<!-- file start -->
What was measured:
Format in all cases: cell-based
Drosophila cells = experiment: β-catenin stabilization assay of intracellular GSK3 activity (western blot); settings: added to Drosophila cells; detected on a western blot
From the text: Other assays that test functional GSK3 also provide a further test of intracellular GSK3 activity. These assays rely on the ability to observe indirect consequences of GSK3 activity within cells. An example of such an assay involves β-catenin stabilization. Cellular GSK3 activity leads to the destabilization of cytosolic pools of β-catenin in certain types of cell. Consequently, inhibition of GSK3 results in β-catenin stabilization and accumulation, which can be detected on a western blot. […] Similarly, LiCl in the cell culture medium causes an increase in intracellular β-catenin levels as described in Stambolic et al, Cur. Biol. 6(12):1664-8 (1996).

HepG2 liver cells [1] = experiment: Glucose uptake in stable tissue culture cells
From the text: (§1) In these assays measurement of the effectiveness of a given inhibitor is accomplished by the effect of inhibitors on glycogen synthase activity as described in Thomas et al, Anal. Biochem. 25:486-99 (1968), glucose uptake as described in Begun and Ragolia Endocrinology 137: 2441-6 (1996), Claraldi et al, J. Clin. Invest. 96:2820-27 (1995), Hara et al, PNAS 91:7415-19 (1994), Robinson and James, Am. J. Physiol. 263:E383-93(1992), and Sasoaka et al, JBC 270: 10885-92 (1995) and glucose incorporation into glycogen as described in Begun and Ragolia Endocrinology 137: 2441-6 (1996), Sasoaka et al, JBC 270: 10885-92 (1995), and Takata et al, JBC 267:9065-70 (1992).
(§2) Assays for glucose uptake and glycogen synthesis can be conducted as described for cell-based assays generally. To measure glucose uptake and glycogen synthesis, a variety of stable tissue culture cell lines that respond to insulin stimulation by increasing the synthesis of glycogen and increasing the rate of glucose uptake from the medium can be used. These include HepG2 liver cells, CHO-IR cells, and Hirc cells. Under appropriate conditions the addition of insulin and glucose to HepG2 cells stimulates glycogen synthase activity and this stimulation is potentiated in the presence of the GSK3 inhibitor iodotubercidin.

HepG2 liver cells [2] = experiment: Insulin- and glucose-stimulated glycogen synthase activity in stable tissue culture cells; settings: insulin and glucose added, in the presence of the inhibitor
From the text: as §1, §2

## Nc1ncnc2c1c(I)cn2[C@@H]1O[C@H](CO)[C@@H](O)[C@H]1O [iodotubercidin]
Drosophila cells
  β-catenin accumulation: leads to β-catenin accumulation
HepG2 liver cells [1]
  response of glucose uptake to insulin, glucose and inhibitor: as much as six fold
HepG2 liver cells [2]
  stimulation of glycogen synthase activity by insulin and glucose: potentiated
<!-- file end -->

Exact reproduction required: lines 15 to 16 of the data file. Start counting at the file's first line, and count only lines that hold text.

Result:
HepG2 liver cells [2]
  stimulation of glycogen synthase activity by insulin and glucose: potentiated